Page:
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Abstract Title:

Diesel exhaust enhanced susceptibility to influenza infection is associated with decreased surfactant protein expression.

Abstract Source:

Inhal Toxicol. 2007 Nov ;19(14):1121-33. PMID: 17987464

Abstract Author(s):

Jonathan Ciencewicki, Kymberly Gowdy, Quentin T Krantz, William P Linak, Luisa Brighton, M Ian Gilmour, Ilona Jaspers

Article Affiliation:

Jonathan Ciencewicki

Abstract:

We have previously shown that exposure of respiratory epithelial cells to diesel exhaust (DE) enhances susceptibility to influenza infection and increases the production of interleukin (IL)-6 and interferon (IFN)-beta. The purpose of this study was to confirm and expand upon these in vitro results by assessing the effects of DE exposure on the progression of influenza infection and on development of associated pulmonary immune and inflammatory responses in vivo. BALB/c mice were exposed to air or to DE containing particulate matter at concentrations of 0.5 or 2 mg/m(3) for 4 h/day for 5 days and subsequently instilled with influenza A/Bangkok/1/79 virus. Exposure to 0.5 mg/m(3) (but not the higher 2-mg/m(3) dose) of DE increased susceptibility to influenza infection as demonstrated by a significant increase in hemagglutinin (HA) mRNA levels, a marker of influenza copies, and greater immunohistochemical staining for influenza virus protein in the lung. The enhanced susceptibility to infection observed in mice exposed to 0.5 mg/m(3) of DE was associated with a significant increase in the expression of IL-6, while antiviral lung IFN levels were unaffected. Analysis of the expression and production of surfactant proteins A and D, which are components of the interferon-independent antiviral defenses, showed that these factors were decreased following exposure to 0.5 mg/m(3) of DE but not to the higher 2-mg/m(3) concentration. Taken together, the results demonstrate that exposure to DE enhances the susceptibility to respiratory viral infections by reducing the expression and production of antimicrobial surfactant proteins.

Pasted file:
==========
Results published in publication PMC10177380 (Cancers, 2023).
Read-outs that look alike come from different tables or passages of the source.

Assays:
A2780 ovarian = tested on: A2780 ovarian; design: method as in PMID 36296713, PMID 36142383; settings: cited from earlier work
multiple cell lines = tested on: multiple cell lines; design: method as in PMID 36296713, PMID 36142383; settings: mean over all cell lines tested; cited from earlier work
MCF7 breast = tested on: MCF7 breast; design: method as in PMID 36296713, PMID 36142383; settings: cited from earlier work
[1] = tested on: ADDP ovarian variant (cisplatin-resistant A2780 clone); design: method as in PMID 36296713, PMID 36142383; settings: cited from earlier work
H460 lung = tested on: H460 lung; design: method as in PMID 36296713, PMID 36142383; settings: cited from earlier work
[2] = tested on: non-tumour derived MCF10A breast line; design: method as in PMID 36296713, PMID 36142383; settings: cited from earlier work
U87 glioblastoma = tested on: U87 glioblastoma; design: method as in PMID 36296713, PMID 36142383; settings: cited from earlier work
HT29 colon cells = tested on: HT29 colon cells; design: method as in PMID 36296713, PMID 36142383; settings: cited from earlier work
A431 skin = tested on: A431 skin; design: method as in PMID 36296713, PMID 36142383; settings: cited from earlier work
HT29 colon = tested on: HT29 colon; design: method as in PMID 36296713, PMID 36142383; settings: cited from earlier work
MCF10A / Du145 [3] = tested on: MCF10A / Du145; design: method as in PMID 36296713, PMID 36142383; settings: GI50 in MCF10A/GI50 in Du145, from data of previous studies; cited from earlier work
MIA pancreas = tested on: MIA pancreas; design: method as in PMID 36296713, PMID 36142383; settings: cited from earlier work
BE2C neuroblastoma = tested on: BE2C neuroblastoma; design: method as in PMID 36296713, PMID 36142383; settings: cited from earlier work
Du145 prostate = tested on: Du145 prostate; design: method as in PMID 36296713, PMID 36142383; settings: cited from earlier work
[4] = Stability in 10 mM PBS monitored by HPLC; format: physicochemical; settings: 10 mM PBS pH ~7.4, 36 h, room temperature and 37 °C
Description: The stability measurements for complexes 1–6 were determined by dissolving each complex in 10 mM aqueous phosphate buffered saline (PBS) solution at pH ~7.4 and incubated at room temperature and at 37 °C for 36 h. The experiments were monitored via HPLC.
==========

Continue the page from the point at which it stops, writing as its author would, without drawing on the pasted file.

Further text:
Study Type : Animal Study

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